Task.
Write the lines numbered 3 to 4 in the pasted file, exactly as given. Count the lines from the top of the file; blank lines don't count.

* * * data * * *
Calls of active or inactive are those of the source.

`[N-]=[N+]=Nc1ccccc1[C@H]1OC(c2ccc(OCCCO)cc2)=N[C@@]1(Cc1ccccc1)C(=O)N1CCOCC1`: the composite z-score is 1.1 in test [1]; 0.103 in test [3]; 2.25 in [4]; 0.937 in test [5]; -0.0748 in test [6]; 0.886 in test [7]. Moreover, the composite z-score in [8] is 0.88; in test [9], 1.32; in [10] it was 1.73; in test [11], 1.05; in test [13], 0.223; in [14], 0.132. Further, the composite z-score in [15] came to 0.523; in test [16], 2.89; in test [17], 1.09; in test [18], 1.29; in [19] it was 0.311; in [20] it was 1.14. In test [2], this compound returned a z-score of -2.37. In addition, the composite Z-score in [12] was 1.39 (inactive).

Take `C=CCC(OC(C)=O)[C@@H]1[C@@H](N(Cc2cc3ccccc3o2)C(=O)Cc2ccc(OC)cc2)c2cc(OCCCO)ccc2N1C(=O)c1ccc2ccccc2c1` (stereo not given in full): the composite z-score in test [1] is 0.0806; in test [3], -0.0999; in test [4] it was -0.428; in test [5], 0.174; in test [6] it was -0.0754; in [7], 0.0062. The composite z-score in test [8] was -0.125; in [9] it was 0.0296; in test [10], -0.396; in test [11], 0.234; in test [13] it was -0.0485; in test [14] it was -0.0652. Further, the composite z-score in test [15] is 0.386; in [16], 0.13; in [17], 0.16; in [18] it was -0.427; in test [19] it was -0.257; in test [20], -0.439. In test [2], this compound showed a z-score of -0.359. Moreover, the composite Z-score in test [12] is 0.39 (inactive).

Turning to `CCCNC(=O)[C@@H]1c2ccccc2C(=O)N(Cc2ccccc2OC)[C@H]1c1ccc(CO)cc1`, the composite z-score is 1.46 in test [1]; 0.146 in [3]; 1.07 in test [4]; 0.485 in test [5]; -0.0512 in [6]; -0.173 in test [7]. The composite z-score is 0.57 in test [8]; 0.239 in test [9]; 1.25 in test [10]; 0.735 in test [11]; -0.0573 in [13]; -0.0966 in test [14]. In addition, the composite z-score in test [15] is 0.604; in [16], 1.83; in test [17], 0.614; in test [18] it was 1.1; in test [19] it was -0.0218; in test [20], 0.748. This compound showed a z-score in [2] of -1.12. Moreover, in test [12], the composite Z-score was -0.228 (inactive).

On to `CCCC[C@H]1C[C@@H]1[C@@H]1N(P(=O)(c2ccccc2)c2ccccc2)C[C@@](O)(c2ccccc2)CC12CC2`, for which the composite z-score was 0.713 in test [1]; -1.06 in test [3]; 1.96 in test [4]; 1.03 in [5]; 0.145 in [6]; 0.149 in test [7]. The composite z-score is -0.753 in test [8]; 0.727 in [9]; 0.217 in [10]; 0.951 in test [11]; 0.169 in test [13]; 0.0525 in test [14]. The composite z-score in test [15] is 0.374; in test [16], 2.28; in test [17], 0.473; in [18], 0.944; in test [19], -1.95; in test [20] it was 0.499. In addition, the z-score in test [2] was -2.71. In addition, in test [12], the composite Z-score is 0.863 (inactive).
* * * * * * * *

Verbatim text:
Take `C=CCC(OC(C)=O)[C@@H]1[C@@H](N(Cc2cc3ccccc3o2)C(=O)Cc2ccc(OC)cc2)c2cc(OCCCO)ccc2N1C(=O)c1ccc2ccccc2c1` (stereo not given in full): the composite z-score in test [1] is 0.0806; in test [3], -0.0999; in test [4] it was -0.428; in test [5], 0.174; in test [6] it was -0.0754; in [7], 0.0062. The composite z-score in test [8] was -0.125; in [9] it was 0.0296; in test [10], -0.396; in test [11], 0.234; in test [13] it was -0.0485; in test [14] it was -0.0652. Further, the composite z-score in test [15] is 0.386; in [16], 0.13; in [17], 0.16; in [18] it was -0.427; in test [19] it was -0.257; in test [20], -0.439. In test [2], this compound showed a z-score of -0.359. Moreover, the composite Z-score in test [12] is 0.39 (inactive).

Turning to `CCCNC(=O)[C@@H]1c2ccccc2C(=O)N(Cc2ccccc2OC)[C@H]1c1ccc(CO)cc1`, the composite z-score is 1.46 in test [1]; 0.146 in [3]; 1.07 in test [4]; 0.485 in test [5]; -0.0512 in [6]; -0.173 in test [7]. The composite z-score is 0.57 in test [8]; 0.239 in test [9]; 1.25 in test [10]; 0.735 in test [11]; -0.0573 in [13]; -0.0966 in test [14]. In addition, the composite z-score in test [15] is 0.604; in [16], 1.83; in test [17], 0.614; in test [18] it was 1.1; in test [19] it was -0.0218; in test [20], 0.748. This compound showed a z-score in [2] of -1.12. Moreover, in test [12], the composite Z-score was -0.228 (inactive).